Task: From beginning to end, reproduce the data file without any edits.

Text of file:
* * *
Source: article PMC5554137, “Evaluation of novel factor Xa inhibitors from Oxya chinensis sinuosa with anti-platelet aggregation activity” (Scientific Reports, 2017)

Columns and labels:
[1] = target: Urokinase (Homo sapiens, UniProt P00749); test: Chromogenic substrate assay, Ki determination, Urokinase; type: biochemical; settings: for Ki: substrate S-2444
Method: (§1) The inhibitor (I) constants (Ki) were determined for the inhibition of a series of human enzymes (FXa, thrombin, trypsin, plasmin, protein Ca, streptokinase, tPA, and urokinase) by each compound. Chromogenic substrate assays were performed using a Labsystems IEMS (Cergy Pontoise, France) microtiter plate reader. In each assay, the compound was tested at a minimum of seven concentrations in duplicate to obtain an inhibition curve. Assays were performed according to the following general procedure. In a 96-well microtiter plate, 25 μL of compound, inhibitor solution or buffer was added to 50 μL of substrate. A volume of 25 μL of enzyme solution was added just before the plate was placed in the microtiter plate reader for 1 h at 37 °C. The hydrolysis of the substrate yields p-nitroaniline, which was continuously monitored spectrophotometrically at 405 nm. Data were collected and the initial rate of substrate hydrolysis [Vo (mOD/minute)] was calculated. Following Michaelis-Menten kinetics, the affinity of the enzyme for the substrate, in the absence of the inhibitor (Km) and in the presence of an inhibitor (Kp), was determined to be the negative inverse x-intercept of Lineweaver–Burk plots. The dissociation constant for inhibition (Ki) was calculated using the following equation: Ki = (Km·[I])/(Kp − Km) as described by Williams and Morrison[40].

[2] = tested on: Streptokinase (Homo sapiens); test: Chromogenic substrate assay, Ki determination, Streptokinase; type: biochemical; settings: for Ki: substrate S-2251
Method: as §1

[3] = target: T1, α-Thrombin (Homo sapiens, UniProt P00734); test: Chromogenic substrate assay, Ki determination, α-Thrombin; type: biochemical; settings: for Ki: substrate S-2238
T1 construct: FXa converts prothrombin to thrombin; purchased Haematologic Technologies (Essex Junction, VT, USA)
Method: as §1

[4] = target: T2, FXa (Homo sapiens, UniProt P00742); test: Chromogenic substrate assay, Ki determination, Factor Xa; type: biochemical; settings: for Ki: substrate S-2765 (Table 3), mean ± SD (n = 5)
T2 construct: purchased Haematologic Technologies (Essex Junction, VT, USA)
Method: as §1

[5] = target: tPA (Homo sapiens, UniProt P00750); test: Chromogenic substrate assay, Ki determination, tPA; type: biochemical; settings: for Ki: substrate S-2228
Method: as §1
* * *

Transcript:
Source: article PMC5554137, “Evaluation of novel factor Xa inhibitors from Oxya chinensis sinuosa with anti-platelet aggregation activity” (Scientific Reports, 2017)

Columns and labels:
[1] = target: Urokinase (Homo sapiens, UniProt P00749); test: Chromogenic substrate assay, Ki determination, Urokinase; type: biochemical; settings: for Ki: substrate S-2444
Method: (§1) The inhibitor (I) constants (Ki) were determined for the inhibition of a series of human enzymes (FXa, thrombin, trypsin, plasmin, protein Ca, streptokinase, tPA, and urokinase) by each compound. Chromogenic substrate assays were performed using a Labsystems IEMS (Cergy Pontoise, France) microtiter plate reader. In each assay, the compound was tested at a minimum of seven concentrations in duplicate to obtain an inhibition curve. Assays were performed according to the following general procedure. In a 96-well microtiter plate, 25 μL of compound, inhibitor solution or buffer was added to 50 μL of substrate. A volume of 25 μL of enzyme solution was added just before the plate was placed in the microtiter plate reader for 1 h at 37 °C. The hydrolysis of the substrate yields p-nitroaniline, which was continuously monitored spectrophotometrically at 405 nm. Data were collected and the initial rate of substrate hydrolysis [Vo (mOD/minute)] was calculated. Following Michaelis-Menten kinetics, the affinity of the enzyme for the substrate, in the absence of the inhibitor (Km) and in the presence of an inhibitor (Kp), was determined to be the negative inverse x-intercept of Lineweaver–Burk plots. The dissociation constant for inhibition (Ki) was calculated using the following equation: Ki = (Km·[I])/(Kp − Km) as described by Williams and Morrison[40].

[2] = tested on: Streptokinase (Homo sapiens); test: Chromogenic substrate assay, Ki determination, Streptokinase; type: biochemical; settings: for Ki: substrate S-2251
Method: as §1

[3] = target: T1, α-Thrombin (Homo sapiens, UniProt P00734); test: Chromogenic substrate assay, Ki determination, α-Thrombin; type: biochemical; settings: for Ki: substrate S-2238
T1 construct: FXa converts prothrombin to thrombin; purchased Haematologic Technologies (Essex Junction, VT, USA)
Method: as §1

[4] = target: T2, FXa (Homo sapiens, UniProt P00742); test: Chromogenic substrate assay, Ki determination, Factor Xa; type: biochemical; settings: for Ki: substrate S-2765 (Table 3), mean ± SD (n = 5)
T2 construct: purchased Haematologic Technologies (Essex Junction, VT, USA)
Method: as §1

[5] = target: tPA (Homo sapiens, UniProt P00750); test: Chromogenic substrate assay, Ki determination, tPA; type: biochemical; settings: for Ki: substrate S-2228
Method: as §1